The teenage years are a difficult time as it is. Trying to navigate safely through middle school and high school without a moral compass is next to impossible.
4. Sexting is gravely immoral.
Clearly, sexting remains a gravely immoral act. Not only are the children trafficking pornographic images, but they are leading others to sin. Immodesty, lust, etc. are infractions incured by sexting. Those caught up in it need to become reconciled to God. Any parents condoning or turning a blind eye to such activity are also guilty of scandal.
4 PARENTAL STEPS NECESSARY
Do not be so pompous or naïve to think your son or daughter would never send a nude picture of herself or view pornographic material. Not all of them do, but way more than enough already have. The temptation is great. Therefore, take the initiative to protect your son or daughter from themselves.
1. Teach your child chastity.
What parent does not want their son or daughter to practice virtues? Obviously, they want them to do so in matters pertaining to their sexuality as well.
I am also a chastity speaker, and I would like to make myself available. If you would like a talk to be given to the teens at your parish or gathering, you can contact me, of course.
2. Limit Internet access for your teens
I realize virtually every teen has a cell phone these days. But that does not mean your child must have one as well.
Yes, it would be nice to receive a call from them if soccer practice ends early. However, given that everyone else on the team has a cell phone, there won’t be shortage of phones to borrow.
An alternative would be to give your kids a phone with just 15 minutes a month and no access to the Internet.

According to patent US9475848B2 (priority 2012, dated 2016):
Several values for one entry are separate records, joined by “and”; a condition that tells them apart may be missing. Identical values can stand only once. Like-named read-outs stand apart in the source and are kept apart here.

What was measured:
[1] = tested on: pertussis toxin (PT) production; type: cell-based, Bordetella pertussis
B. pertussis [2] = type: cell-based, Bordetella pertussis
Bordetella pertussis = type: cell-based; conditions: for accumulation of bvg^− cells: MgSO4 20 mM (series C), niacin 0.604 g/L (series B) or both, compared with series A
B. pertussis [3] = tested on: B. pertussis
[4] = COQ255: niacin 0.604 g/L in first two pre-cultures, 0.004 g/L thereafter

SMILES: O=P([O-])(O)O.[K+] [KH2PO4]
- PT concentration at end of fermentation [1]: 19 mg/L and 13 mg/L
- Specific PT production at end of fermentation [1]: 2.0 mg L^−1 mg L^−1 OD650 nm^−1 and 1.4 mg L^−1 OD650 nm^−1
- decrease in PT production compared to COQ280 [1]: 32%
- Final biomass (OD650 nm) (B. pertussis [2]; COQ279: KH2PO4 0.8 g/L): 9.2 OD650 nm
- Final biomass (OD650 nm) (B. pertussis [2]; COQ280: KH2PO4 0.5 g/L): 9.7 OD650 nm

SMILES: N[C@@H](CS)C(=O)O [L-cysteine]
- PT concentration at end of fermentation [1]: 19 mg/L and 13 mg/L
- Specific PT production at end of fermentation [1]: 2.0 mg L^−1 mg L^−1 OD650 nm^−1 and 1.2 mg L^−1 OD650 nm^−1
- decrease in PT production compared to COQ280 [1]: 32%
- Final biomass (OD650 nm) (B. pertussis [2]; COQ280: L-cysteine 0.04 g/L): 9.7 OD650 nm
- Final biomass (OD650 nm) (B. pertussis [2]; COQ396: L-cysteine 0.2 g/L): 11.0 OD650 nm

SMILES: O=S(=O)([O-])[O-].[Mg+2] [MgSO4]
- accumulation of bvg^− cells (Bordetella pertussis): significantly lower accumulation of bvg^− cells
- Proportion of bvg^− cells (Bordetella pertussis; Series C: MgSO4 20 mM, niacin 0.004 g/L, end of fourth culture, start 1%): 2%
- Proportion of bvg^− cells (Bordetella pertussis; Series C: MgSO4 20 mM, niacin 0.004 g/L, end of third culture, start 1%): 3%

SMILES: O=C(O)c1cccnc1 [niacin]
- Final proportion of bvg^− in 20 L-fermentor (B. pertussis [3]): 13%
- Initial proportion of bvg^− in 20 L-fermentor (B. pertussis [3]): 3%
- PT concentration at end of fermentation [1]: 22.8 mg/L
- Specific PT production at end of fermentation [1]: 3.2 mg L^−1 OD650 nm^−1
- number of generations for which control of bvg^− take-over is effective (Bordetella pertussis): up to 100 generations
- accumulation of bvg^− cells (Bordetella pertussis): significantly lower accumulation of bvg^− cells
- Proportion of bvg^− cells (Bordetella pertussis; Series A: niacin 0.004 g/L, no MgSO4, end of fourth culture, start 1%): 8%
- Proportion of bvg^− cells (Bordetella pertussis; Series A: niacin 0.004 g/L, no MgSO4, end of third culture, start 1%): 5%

Barring that, if you do give them a cell phone, but you do not have filters on it, you’re just playing with fire.
Same goes for Internet access on computers. Get the computers out of the kids’ bedrooms and out of the basement. Put the computer in the living room, where mom and dad can view all web browsing at any time.
Remember, some day you will answer to God for your parenting decisions.
3. Get accountability software installed on all your Internet devices.
CovenantEyes.com is one of the leaders in this industry. They have good software you can have installed on your family computer, your laptops, all cell phones, etc.
If you cannot afford that suggestion, K-9 Web Protection offers a scaled down version for free. It works well. Something is better than nothing.
4. Try to get your teens to avail themselves to God and to the Sacraments.
Healing can begin if the teens avail themselves to the forgiveness of Christ. You can schedule a meeting between your minor and your pastor. You can also take your teen to the Sacrament of Confession, if you are Catholic.
If you have any sexting teenagers, they are in a state of mortal sin, and likely need your encouragement to get right with God.
What are your thoughts about teenagers sexting?
What steps have you found effect in handling this problem?
Please share below.